Now, the game itself.  The beauty of Ascot Spotting is the simplicity of the rules – anytime you see a man wearing an ascot, you shout “Wanker!” in your best Scottish accent, and everybody has to throw back a double shot.  You get one point for each ascot you spot.  You get a bonus point if there is a 40 year age spread between him and his female companion.  You get another bonus point if he drives an Aston Martin or a Rolls Royce or has a boat longer than 70 feet.  The first one to ten points wins, but you rarely have a winner as you’re normally ejected from the club well before that point. 

After a quick round of Ascot Spotting (Jen won), we had lunch in the club restaurant, which is said to be the best restaurant in Sandusky, and we have little doubt of that.  The piece du resistance of the meal was the bread pudding.  It was the most amazing dessert I’ve ever experienced in my life, and rest of the gang at the table agreed.  After lunch the boys went off to stock up on cheap US booze and engine parts, while the ladies took the kiddies to the pool.  After we returned with a booze purchase that took two trolleys to cart back to the boats, we switched with the ladies so they could go grocery and clothes shopping while we joined the kids at the pool and did our best to ignore them and focus on drinking rum and cokes at the pool bar.  We later rendezvoused at the boats, cooked a light supper then finished off the day with an evening happy hour.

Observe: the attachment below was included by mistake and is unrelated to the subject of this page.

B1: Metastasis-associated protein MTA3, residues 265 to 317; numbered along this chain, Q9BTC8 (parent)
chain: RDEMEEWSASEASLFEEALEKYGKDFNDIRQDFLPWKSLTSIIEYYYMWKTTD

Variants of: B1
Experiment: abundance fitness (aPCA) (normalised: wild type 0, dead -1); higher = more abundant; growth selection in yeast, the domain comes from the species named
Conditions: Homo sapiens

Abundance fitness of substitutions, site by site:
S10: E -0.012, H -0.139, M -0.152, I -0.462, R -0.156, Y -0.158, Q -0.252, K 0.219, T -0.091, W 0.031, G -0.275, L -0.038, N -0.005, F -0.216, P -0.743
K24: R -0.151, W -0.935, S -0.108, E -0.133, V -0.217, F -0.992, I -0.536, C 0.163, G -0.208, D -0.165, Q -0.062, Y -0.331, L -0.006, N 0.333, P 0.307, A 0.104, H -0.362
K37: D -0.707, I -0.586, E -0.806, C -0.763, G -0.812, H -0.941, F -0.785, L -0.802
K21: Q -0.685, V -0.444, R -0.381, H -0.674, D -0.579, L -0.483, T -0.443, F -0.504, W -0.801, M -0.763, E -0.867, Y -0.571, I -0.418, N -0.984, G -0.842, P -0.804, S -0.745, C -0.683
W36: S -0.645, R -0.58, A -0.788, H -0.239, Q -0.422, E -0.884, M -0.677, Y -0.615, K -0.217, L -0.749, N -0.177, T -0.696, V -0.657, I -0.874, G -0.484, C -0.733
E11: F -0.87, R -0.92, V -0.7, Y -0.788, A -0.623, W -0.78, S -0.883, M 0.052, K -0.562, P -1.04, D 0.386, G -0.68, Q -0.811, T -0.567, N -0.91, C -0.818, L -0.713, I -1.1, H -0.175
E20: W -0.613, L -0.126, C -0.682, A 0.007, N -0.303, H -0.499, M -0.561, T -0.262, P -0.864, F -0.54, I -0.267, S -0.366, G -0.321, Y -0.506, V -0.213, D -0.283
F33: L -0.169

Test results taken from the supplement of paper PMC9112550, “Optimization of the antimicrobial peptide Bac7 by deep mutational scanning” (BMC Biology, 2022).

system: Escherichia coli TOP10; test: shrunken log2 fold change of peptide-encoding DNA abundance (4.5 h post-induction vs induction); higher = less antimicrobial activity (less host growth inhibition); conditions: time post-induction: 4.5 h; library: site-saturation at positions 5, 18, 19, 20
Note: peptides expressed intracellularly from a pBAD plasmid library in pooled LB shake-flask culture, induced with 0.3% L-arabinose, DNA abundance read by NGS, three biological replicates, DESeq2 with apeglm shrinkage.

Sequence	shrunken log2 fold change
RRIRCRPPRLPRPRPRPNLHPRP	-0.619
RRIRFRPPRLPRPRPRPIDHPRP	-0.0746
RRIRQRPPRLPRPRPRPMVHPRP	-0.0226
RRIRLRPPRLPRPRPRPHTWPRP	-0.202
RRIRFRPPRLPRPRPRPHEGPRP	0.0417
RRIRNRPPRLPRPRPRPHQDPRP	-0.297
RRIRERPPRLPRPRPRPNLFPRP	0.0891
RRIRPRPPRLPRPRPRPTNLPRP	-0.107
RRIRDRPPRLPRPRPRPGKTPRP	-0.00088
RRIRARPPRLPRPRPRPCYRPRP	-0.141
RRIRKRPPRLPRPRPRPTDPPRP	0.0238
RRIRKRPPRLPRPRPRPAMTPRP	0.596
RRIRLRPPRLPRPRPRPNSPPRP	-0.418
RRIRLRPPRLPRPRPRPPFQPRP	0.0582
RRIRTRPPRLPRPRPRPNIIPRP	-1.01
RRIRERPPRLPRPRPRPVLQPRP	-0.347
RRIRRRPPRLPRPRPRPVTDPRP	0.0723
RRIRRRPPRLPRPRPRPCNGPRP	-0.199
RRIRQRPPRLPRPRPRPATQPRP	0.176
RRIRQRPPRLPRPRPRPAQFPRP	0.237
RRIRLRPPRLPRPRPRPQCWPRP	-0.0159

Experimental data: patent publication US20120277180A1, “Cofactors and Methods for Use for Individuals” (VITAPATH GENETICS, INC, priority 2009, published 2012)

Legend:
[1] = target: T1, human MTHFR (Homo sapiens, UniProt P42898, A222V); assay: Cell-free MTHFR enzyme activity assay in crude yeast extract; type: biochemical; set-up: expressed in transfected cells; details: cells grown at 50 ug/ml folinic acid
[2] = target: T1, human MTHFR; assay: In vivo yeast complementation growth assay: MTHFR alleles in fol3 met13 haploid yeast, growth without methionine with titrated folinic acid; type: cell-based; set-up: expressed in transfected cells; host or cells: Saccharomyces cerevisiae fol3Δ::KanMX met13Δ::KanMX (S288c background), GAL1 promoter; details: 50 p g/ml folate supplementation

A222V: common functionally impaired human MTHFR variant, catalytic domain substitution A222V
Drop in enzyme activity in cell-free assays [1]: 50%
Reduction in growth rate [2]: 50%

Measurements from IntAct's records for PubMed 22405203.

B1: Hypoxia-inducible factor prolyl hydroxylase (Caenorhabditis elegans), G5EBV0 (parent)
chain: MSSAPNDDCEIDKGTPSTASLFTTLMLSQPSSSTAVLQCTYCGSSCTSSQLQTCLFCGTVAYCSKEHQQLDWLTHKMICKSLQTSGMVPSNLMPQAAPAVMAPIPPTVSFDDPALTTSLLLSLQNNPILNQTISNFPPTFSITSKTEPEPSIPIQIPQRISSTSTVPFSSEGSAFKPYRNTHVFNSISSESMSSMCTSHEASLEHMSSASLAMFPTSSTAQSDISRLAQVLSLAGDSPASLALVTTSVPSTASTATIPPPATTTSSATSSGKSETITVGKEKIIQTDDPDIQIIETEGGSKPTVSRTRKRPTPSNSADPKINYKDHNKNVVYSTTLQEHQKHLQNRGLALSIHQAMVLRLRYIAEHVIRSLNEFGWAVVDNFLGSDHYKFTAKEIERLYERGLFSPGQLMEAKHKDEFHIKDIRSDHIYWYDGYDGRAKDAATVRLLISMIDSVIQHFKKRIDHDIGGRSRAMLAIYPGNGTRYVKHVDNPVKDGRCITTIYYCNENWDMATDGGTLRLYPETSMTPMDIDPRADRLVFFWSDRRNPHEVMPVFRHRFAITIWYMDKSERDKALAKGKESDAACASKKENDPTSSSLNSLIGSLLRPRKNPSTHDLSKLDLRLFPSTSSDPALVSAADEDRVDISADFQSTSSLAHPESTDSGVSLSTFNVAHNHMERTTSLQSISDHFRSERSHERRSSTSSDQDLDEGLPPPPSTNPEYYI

2012 Lake Erie Sailing Trip – Day 6, Wednesday

The plan was to leave the dock at 6:30 am sharp destined for Cedar Point amusement park.  We were underway slightly past target, but considering the chaos of organizing four excited kids and four exhausted adults within 150 square feet of closed sailboat cabin, jammed full of luggage, dirty clothes, food, drinks, coolers, books, games and spare parts, I’d say we did pretty good.

Cedar Point is located at the end of a long peninsula which originates at Sandusky, Ohio and stretches far out into Lake Erie, creating a huge natural harbour which can get quite congested and rough at times because of all the boat traffic and swirling wind, and it was indeed rough this morning.  We made it to the docks at Cedar Point marina in under two hours, and were very happy to get registered and tied up.  The park opens one hour early for guest of the marina so we were able to get in by 10:30, which gave us a half hour jump on the big crowd.  We split into two groups – Ana, Jen and the kids then the rest of us, whose mission was to ride as many roller coasters as possible so we head immediately for the Top Thrill Dragster, the second tallest coaster in the world, which is the most terrifying ride I’ve ever experienced.  Sadly, Andrew chickened out of this one so Marty and I got saddled in and heard a loud voice say “Arms down.  Head back.  Hold on.”  The sounds of revving engine was deafening and the inevitable take off came suddenly as the yellow lights counted down to green then the car exploded from a standstill to 120 mph in less than four seconds then shot vertically up a 420 foot tower then straight back down, leaving your stomach contents looking for a fast way out.  All I can say is the experience was intense!